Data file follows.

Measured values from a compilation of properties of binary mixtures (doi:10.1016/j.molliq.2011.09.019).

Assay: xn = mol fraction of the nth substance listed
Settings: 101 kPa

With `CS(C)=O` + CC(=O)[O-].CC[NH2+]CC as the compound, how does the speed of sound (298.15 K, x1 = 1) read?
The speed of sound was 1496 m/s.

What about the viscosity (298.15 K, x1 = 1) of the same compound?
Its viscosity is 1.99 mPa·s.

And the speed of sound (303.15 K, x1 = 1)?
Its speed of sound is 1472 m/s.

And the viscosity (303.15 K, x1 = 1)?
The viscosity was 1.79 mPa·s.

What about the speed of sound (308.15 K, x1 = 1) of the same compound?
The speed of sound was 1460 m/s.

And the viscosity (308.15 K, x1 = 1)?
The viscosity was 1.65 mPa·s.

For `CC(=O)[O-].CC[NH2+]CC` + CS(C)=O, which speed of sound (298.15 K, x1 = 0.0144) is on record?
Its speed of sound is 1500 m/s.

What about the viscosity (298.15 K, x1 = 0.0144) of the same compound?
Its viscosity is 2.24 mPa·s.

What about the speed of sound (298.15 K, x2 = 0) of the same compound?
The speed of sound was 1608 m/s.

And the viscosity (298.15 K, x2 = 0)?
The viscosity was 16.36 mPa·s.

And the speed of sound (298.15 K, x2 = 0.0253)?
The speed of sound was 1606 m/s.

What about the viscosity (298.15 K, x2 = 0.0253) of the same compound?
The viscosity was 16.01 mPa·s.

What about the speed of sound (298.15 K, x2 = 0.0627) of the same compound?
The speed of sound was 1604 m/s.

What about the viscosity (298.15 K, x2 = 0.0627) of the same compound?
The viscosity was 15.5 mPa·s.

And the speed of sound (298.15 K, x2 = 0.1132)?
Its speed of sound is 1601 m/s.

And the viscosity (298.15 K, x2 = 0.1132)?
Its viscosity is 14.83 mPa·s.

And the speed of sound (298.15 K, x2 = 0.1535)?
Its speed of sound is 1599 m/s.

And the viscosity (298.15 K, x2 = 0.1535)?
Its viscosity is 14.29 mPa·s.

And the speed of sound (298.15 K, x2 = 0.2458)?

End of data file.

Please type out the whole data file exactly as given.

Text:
Measured values from a compilation of properties of binary mixtures (doi:10.1016/j.molliq.2011.09.019).

Assay: xn = mol fraction of the nth substance listed
Settings: 101 kPa

With `CS(C)=O` + CC(=O)[O-].CC[NH2+]CC as the compound, how does the speed of sound (298.15 K, x1 = 1) read?
The speed of sound was 1496 m/s.

What about the viscosity (298.15 K, x1 = 1) of the same compound?
Its viscosity is 1.99 mPa·s.

And the speed of sound (303.15 K, x1 = 1)?
Its speed of sound is 1472 m/s.

And the viscosity (303.15 K, x1 = 1)?
The viscosity was 1.79 mPa·s.

What about the speed of sound (308.15 K, x1 = 1) of the same compound?
The speed of sound was 1460 m/s.

And the viscosity (308.15 K, x1 = 1)?
The viscosity was 1.65 mPa·s.

For `CC(=O)[O-].CC[NH2+]CC` + CS(C)=O, which speed of sound (298.15 K, x1 = 0.0144) is on record?
Its speed of sound is 1500 m/s.

What about the viscosity (298.15 K, x1 = 0.0144) of the same compound?
Its viscosity is 2.24 mPa·s.

What about the speed of sound (298.15 K, x2 = 0) of the same compound?
The speed of sound was 1608 m/s.

And the viscosity (298.15 K, x2 = 0)?
The viscosity was 16.36 mPa·s.

And the speed of sound (298.15 K, x2 = 0.0253)?
The speed of sound was 1606 m/s.

What about the viscosity (298.15 K, x2 = 0.0253) of the same compound?
The viscosity was 16.01 mPa·s.

What about the speed of sound (298.15 K, x2 = 0.0627) of the same compound?
The speed of sound was 1604 m/s.

What about the viscosity (298.15 K, x2 = 0.0627) of the same compound?
The viscosity was 15.5 mPa·s.

And the speed of sound (298.15 K, x2 = 0.1132)?
Its speed of sound is 1601 m/s.

And the viscosity (298.15 K, x2 = 0.1132)?
Its viscosity is 14.83 mPa·s.

And the speed of sound (298.15 K, x2 = 0.1535)?
Its speed of sound is 1599 m/s.

And the viscosity (298.15 K, x2 = 0.1535)?
Its viscosity is 14.29 mPa·s.

And the speed of sound (298.15 K, x2 = 0.2458)?